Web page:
You name it I have bled from it, but my joints. My parents did not have problems with child abuse. I grew up in the 60’s and 70’s, people did not worry about abuse then. Lucky for my parents. I am short, for 4 years I was the same height in grade and junior high. All my class photos I am wearing makeup. You see I was the same height as doorknobs and guess who either walked into them or had the door opened into me. I always had a black eye. I would have to get stitches for small cuts, I once got my foot caught in the spokes of a bicycle while riding on the back of it with my cousin. I remember having a drain in the foot, not walking, and staying at my Grandparents. I loved the last part. Was not supposed to be on the bike, Cousin in big trouble. But I survived. I have had a nail in a palm of my hand from walking up stairs without planks, just nails (all the other kids were doing it), I got to stay with my Grandparents again (hey maybe a pattern here I never thought of that). I was not allowed to own a bike or skates but played kickball, football, and other sports with the neighbors. Everyone I grew up with knew I bruised easily and I was never teased (what a Blessing that was). My family doctor knew I was a “bleeder,” but not a Hemophiliac.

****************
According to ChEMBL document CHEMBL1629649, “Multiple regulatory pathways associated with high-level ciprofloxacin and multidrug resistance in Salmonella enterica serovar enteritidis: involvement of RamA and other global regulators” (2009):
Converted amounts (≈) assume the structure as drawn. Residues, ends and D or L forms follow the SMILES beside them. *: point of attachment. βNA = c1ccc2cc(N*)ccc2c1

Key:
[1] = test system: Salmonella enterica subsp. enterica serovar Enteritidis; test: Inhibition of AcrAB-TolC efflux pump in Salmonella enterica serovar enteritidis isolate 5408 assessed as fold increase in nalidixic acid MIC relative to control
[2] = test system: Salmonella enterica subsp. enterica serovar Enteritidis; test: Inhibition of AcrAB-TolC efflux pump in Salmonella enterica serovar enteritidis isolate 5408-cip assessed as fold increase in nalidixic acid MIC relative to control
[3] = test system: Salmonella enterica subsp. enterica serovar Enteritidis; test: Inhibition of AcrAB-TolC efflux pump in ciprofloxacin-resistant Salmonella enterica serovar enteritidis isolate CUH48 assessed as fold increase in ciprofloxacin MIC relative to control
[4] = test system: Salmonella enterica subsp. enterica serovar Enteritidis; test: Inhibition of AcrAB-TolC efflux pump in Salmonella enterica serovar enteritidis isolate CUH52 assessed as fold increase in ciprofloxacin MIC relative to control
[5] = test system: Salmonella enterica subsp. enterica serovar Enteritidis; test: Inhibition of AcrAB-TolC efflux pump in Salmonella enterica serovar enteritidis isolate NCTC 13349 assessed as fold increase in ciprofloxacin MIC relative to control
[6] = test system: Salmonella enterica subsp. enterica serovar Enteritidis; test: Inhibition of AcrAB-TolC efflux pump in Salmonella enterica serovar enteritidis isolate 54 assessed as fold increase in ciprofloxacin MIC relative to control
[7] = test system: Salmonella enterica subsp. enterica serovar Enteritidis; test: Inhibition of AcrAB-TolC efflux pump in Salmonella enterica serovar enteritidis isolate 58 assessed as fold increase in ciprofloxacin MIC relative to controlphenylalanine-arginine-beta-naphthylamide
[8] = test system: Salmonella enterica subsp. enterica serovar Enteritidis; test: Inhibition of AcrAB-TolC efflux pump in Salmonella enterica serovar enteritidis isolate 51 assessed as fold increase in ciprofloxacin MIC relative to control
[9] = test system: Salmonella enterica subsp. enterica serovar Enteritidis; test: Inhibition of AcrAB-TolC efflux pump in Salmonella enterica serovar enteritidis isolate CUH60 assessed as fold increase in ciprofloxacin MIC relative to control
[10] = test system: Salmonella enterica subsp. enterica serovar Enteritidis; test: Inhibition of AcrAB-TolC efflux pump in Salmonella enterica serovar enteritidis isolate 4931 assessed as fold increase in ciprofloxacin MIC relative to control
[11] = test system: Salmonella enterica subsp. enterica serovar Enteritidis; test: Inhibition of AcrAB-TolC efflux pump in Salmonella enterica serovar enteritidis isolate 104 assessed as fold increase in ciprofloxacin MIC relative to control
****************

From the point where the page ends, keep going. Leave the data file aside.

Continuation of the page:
I was in and out with tonsil, ear, and throat problems. He told my parents “I don’t know why she bleeds, but we are not going to take out her tonsils.” That saved my life. Fell in love with horses, still a passion of mine. I survived childhood. ROUND TWO WON.